Erythema Elevatum Diutinum

Updated: Mar 22, 2019
  • Author: Firas G Hougeir, MD; Chief Editor: William D James, MD  more...
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Erythema elevatum diutinum (EED) is a rare type of leukocytoclastic vasculitis characterized by red, purple, brown, or yellow papules, plaques, or nodules. These lesions are usually distributed on the extensor surfaces of the body. [1] Erythema elevatum diutinum was first described in 1888 by Hutchinson [2] and in 1889 by Bury. [3] However, the name erythema elevatum diutinum was first used by Radcliff-Crocker and Williams [4] who found similarities between the cases of Hutchinson and Bury and their own. No clinical examination difference is apparent between the Hutchinson type and the Bury type of erythema elevatum diutinum. The difference lies in the patient population and possibly the cause of onset.



The pathophysiology of erythema elevatum diutinum is not well understood. According to Gibson and Su, [5] the lesions are thought to be caused by the deposition of immune complexes in small blood vessels. This induces an inflammatory cascade, which damages the vessels. This repetitive damage causes fibrosis and the appearance of cholesterol crystals and myelin figures in the vessels. Direct immunofluorescence shows deposits of complement as well as immunoglobulin G (IgG), immunoglobulin (IgM), immunoglobulin A (IgA), [6] and fibrin around the damaged vessels. The findings from Grabbe et al [7] support the idea that the initiation of erythema elevatum diutinum may occur via activation of cytokines such as interleukin 8, which causes selective recruitment of leukocytes to tissue sites. [8]



The cause of erythema elevatum diutinum (EED) has not yet been definitively established.

Disorders that have been associated with erythema elevatum diutinum include recurrent bacterial infections (especially streptococcal), viral infections (including hepatitis B or HIV), [9] rheumatologic disease (in the Bury type), lupus erythematosus, and B-cell lymphoma. [10, 11, 12, 13]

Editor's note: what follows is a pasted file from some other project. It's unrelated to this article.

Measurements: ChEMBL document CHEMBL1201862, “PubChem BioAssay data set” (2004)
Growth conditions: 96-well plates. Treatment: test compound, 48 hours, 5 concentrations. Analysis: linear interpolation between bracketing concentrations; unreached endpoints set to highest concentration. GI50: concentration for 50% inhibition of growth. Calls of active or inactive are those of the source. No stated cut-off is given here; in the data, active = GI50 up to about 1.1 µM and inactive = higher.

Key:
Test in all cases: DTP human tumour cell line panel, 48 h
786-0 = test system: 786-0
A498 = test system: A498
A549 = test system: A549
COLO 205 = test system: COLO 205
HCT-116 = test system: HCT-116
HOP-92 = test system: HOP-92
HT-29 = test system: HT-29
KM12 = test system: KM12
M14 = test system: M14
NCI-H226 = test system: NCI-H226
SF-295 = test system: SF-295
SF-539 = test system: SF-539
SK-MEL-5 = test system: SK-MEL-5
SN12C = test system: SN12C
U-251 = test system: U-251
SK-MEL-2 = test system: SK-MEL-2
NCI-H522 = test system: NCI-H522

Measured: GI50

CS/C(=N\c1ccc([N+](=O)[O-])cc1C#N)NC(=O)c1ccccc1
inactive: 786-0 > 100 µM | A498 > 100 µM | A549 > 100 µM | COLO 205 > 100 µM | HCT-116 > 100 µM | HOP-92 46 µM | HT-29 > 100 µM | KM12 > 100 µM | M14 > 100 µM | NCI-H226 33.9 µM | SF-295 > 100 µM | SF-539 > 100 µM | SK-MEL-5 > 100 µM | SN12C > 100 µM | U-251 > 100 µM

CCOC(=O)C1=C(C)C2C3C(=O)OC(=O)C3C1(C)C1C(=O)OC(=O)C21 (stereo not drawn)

In recent years, several reports, including the 2 largest clinical studies completed on erythema elevatum diutinum, have suggested hematologic disease as the most common factor associated with erythema elevatum diutinum.

Monoclonal gammopathies, especially IgA monoclonal gammopathy, have been found in a significant number of patients in several studies.

Erythema elevatum diutinum has also been reported after the administration of erythropoietin. [14]




Erythema elevatum diutinum is a rare disease. Although first described in 1888, the largest study of erythema elevatum diutinum was published in 1992 and included 13 patients. [15]


No racial predilection is reported for erythema elevatum diutinum.


Erythema elevatum diutinum is found in both males and females. The Hutchinson type of erythema elevatum diutinum is predominant in men. The Bury type of erythema elevatum diutinum is found in women with a history of rheumatologic disease.


Erythema elevatum diutinum can occur at any age. However, erythema elevatum diutinum is mostly an adult disease that occurs from the third to sixth decade of life. Men with erythema elevatum diutinum are usually older (Hutchinson type), and women are usually younger (Bury type).



Erythema elevatum diutinum is a chronic disease that usually evolves over a 5- to 10-year period, at which point it may resolve. Erythema elevatum diutinum lesions tend to not leave scars, but areas of hyperpigmentation or hypopigmentation can be visible.

No mortality due to erythema elevatum diutinum has been reported. Erythema elevatum diutinum lesions can be completely asymptomatic, but they may be cosmetically disturbing. In other cases, the lesions can be associated with pain, itching, and/or a burning sensation. The most common systemic symptom is joint pain.

Dapsone and other therapies can be successful in limiting the progression of the disease.